As he was pressed for more information, Ahearn only stated Google was “focused on delivering value for our partners and on behalf of our players;” such as recent releases like Resident Evil Village, Resident Evil 7: Biohazard, Star Wars: Jedi Fallen Order (via the Stadia Pro subscription), and adding new features.

When asked about the recent departures, a Google spokesperson reiterated that when they announced the studio would be closed staff would find new roles within Google. They stated they were “happy they [the six who left for Haven] were able to find new opportunities.”

The spokesperson stated that the Stadia product team is now being led by “long-time Googler and Stadia founder” Dov Zimring. “Dov has been instrumental as a senior leader in the product development for both Project Stream and Stadia. He will be leading the team toward our goals of creating the best possible platform for gamers and technology for our partners.”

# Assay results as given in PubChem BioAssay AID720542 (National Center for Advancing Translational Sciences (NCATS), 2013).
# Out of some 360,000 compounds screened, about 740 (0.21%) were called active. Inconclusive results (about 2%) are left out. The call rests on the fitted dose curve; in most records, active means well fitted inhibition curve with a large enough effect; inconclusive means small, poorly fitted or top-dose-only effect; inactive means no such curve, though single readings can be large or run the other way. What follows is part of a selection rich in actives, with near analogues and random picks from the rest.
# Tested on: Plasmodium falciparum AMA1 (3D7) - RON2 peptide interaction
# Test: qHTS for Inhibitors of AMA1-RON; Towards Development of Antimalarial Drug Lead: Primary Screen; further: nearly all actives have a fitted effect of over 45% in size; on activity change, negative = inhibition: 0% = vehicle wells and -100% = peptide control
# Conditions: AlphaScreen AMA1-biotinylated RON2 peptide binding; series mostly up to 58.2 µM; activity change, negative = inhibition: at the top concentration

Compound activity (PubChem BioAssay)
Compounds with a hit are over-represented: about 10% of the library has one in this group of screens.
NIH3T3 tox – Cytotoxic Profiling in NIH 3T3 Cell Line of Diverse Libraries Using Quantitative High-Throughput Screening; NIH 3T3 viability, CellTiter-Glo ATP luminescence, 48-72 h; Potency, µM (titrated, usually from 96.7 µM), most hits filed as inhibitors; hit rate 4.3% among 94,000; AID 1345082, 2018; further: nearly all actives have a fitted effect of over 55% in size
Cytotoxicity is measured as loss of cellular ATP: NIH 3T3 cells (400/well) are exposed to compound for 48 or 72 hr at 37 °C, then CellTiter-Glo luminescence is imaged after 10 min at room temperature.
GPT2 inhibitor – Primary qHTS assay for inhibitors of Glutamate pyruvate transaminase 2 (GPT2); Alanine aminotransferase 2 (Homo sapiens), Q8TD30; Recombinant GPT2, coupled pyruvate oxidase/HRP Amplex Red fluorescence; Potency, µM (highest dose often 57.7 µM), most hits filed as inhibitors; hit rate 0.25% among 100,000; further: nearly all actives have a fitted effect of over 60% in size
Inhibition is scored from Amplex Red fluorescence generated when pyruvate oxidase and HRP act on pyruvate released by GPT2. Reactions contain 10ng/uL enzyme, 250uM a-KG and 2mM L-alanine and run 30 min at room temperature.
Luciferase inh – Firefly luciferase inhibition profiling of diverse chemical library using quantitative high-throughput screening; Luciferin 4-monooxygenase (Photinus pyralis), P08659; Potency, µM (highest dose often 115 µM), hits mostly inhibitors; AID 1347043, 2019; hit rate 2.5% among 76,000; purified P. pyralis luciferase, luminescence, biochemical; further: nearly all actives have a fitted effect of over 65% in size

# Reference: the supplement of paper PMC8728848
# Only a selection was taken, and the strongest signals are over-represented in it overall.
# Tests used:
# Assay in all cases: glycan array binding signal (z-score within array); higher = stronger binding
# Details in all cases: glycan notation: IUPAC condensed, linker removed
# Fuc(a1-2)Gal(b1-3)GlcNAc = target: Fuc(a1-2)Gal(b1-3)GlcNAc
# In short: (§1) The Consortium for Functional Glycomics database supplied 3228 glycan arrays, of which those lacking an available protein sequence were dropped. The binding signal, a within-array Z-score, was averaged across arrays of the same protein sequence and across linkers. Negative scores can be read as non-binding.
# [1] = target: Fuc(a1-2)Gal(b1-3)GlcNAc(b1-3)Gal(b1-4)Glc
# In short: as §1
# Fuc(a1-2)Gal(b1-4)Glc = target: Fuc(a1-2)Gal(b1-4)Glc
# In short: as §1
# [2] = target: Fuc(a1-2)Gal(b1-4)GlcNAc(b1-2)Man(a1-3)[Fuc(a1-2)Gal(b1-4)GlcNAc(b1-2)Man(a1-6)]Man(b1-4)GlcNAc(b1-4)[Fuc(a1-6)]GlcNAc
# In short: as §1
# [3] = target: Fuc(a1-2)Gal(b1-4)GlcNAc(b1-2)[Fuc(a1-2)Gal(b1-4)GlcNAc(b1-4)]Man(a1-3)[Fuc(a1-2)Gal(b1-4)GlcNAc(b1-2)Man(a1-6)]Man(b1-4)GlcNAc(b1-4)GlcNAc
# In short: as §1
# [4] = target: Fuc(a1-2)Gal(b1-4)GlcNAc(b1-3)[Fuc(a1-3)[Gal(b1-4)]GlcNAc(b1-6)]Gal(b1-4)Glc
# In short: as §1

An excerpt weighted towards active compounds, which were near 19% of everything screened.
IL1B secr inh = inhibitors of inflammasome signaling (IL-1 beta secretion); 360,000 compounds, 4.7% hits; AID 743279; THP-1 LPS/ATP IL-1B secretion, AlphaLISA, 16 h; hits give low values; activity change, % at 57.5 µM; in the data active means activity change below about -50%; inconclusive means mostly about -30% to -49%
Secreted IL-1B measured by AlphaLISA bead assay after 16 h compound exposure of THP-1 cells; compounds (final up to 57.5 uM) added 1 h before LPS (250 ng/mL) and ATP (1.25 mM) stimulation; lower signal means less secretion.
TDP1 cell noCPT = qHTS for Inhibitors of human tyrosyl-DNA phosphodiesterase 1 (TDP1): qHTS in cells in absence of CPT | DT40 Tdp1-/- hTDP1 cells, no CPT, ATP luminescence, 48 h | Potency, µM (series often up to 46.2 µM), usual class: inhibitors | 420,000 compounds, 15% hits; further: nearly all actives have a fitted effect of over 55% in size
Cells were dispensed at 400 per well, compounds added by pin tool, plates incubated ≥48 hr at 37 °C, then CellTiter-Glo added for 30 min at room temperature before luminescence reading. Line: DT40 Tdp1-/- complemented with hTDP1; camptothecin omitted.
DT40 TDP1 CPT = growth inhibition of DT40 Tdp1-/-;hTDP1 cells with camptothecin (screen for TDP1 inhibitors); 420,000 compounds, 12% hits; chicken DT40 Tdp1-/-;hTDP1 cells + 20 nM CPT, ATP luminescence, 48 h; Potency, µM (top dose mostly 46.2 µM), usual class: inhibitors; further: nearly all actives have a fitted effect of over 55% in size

It was also stated that the Stadia Makers program would aid in supporting studios making Unity based games for Stadia; from development to marketing. Five indie titles have already been produced via the program, with 20 more in development.

“We’re not shifting pressure onto the independent studios we work with in Stadia Makers,” Ahearn insisted. “The whole point of the program is to support their addition of Stadia as a launch platform for their game, not add any pressure or make anything harder for them.”

GamesIndustry.biz spoke to two indie studios who produced Stadia Makers, who supported the claim. Soedesco Community Manager Marten Buijsse said the closure of the internal studio “has not had any impact on the support we received, or our relationship with Stadia.” They recently brought Kaze and the Wild Masks to Google Stadia.